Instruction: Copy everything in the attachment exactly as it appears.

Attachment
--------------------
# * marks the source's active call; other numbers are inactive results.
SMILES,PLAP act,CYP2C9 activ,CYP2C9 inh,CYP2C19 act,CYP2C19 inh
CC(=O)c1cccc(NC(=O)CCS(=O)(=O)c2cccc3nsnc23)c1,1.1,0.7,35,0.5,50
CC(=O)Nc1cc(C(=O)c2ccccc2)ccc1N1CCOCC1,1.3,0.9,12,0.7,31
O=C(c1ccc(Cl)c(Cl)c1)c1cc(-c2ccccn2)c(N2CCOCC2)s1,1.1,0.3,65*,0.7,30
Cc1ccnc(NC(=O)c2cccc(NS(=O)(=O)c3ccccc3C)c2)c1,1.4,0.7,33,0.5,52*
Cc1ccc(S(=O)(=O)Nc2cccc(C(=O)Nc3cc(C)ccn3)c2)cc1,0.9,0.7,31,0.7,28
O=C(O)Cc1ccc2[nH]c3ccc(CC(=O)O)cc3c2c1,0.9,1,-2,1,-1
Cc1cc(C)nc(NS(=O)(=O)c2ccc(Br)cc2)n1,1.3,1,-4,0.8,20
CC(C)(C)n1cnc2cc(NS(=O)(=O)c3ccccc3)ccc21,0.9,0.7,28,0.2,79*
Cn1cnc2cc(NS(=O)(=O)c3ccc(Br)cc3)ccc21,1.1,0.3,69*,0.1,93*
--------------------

# * marks the source's active call; other numbers are inactive results.
SMILES,PLAP act,CYP2C9 activ,CYP2C9 inh,CYP2C19 act,CYP2C19 inh
CC(=O)c1cccc(NC(=O)CCS(=O)(=O)c2cccc3nsnc23)c1,1.1,0.7,35,0.5,50
CC(=O)Nc1cc(C(=O)c2ccccc2)ccc1N1CCOCC1,1.3,0.9,12,0.7,31
O=C(c1ccc(Cl)c(Cl)c1)c1cc(-c2ccccn2)c(N2CCOCC2)s1,1.1,0.3,65*,0.7,30
Cc1ccnc(NC(=O)c2cccc(NS(=O)(=O)c3ccccc3C)c2)c1,1.4,0.7,33,0.5,52*
Cc1ccc(S(=O)(=O)Nc2cccc(C(=O)Nc3cc(C)ccn3)c2)cc1,0.9,0.7,31,0.7,28
O=C(O)Cc1ccc2[nH]c3ccc(CC(=O)O)cc3c2c1,0.9,1,-2,1,-1
Cc1cc(C)nc(NS(=O)(=O)c2ccc(Br)cc2)n1,1.3,1,-4,0.8,20
CC(C)(C)n1cnc2cc(NS(=O)(=O)c3ccccc3)ccc21,0.9,0.7,28,0.2,79*
Cn1cnc2cc(NS(=O)(=O)c3ccc(Br)cc3)ccc21,1.1,0.3,69*,0.1,93*